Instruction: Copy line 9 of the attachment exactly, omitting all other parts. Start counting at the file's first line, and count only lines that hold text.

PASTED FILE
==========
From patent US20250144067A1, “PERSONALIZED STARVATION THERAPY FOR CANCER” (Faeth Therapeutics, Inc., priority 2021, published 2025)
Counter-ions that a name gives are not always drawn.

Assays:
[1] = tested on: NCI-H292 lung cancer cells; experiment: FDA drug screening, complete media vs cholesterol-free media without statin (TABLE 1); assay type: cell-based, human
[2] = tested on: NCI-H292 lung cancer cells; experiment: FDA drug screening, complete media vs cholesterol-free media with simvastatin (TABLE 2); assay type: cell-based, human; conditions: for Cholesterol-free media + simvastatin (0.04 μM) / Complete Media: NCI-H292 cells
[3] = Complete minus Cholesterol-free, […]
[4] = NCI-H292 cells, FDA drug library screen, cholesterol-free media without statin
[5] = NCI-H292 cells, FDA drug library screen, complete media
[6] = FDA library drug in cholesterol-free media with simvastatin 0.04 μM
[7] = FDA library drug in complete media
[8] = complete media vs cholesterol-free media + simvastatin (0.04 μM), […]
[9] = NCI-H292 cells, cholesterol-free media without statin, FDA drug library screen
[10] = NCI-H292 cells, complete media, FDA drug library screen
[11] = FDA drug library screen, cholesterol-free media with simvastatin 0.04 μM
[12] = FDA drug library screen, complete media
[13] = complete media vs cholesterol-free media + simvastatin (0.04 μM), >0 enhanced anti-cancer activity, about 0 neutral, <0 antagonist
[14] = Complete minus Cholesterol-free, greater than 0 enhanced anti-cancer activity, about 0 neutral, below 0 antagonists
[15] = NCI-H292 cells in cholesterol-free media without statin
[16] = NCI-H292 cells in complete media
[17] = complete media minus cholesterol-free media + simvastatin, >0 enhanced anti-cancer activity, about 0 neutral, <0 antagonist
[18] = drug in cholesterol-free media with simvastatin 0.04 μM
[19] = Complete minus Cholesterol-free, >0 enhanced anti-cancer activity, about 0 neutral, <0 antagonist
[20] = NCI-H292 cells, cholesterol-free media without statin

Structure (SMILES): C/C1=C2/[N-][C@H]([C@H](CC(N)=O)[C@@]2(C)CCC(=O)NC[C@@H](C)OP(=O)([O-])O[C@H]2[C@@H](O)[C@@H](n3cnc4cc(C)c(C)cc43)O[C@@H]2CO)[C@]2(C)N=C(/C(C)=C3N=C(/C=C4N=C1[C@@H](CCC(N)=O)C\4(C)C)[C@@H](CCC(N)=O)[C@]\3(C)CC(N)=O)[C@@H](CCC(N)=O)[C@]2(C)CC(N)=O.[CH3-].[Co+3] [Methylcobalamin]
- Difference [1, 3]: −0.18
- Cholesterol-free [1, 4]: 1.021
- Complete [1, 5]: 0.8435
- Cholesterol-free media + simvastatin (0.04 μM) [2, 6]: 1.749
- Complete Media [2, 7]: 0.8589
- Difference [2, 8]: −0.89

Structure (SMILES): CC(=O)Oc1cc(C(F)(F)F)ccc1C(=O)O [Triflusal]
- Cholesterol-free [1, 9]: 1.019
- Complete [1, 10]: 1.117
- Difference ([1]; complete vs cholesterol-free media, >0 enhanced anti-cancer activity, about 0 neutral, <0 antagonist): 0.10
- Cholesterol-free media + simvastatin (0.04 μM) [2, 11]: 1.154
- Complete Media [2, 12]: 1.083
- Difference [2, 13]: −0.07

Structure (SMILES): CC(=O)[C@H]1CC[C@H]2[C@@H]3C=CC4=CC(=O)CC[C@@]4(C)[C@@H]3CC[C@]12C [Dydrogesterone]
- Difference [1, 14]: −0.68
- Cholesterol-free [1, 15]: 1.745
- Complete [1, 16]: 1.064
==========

[6] = FDA library drug in cholesterol-free media with simvastatin 0.04 μM